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This article presents a discussion of the validity of using the mid-year convention from a different point of view than the March 2002 BVR article by Michael Dobner.1 Although our conclusions are similar, we develop exact formulas for annuity discount factors with growth for both monthly and daily cash flows. These can be useful tools for the valuation community when precision is important.

In Robert Trout's recent article,2 he stated that midyear discounting of annual cash flows creates a bias in the present values vis-á-vis monthly discounting. This is incorrect. The flaw is that, given compound interest, the monthly interest rate is not equal to the annual discount rate divided by 12. Dr. Trout used 12% annual interest and assumed that 1% monthly interest is equivalent. However it is not.

Using i as the periodic interest rate (monthly for equations [1] - [8], and daily for equations [9] - [10]) and r as the annual rate, we begin in equation [1] with the statement that 12 months of compounding at the equivalent monthly rate will yield the same result as the annual rate, or:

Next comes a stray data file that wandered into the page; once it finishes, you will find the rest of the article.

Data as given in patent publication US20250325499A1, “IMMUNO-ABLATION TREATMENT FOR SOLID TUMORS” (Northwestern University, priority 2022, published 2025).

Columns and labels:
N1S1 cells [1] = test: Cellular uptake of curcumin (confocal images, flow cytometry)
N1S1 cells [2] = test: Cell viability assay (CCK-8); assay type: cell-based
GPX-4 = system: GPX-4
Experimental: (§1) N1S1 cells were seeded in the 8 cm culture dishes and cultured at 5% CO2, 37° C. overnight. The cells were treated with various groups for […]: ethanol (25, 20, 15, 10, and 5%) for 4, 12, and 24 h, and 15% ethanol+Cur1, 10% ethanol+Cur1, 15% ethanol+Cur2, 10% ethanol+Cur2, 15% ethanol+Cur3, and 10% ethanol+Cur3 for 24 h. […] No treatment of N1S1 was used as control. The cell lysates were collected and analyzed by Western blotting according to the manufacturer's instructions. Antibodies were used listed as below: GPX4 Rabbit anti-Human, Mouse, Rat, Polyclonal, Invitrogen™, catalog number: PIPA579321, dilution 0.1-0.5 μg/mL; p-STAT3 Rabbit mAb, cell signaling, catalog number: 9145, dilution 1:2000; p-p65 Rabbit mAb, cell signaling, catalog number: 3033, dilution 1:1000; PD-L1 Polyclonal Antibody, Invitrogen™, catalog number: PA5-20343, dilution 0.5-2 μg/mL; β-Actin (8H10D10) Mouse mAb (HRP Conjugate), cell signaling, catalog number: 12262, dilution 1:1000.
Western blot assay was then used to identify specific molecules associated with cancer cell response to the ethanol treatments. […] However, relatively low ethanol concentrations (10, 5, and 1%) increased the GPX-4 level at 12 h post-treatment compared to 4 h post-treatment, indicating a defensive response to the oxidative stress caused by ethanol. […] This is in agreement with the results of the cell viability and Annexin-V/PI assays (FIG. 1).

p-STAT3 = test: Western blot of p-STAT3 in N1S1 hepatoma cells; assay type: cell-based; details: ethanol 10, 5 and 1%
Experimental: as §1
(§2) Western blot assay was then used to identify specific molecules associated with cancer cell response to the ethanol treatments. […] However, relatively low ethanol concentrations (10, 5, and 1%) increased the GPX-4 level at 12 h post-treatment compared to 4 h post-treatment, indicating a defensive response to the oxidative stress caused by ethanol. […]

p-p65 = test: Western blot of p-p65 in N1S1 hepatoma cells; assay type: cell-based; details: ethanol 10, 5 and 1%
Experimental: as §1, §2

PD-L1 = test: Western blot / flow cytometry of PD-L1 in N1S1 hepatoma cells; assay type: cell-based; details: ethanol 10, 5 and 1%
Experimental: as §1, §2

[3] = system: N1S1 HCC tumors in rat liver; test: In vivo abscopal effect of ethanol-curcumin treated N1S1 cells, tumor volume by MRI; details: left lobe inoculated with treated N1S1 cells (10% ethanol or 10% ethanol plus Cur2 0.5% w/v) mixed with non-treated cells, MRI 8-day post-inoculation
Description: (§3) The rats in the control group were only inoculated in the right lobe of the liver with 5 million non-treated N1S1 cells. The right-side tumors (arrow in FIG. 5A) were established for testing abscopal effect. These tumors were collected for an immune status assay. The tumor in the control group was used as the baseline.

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Jay Abrams, ASA, CPA, MBA, founder and head of Abrams Valuation Group (AVG), is one of those rare individuals who integrates theory and practice. He has valued businesses and consulted on mergers and acquisitions in a wide range of industries, provided valuations and discounts for fractional interests and restricted stock, and conducted independent statistical and mathematical research regarding problems facing businesses. During his 25 years of accounting and valuation experience, he has made, and continues to make, significant contributions to the science of valuing businesses. Mr. Abrams' book, Quantitative Business Valuation: A Mathematical Approach For Today's Professionals (McGraw-Hill, 2001) shows how to integrate advanced scientific methods into real-world valuation analysis.

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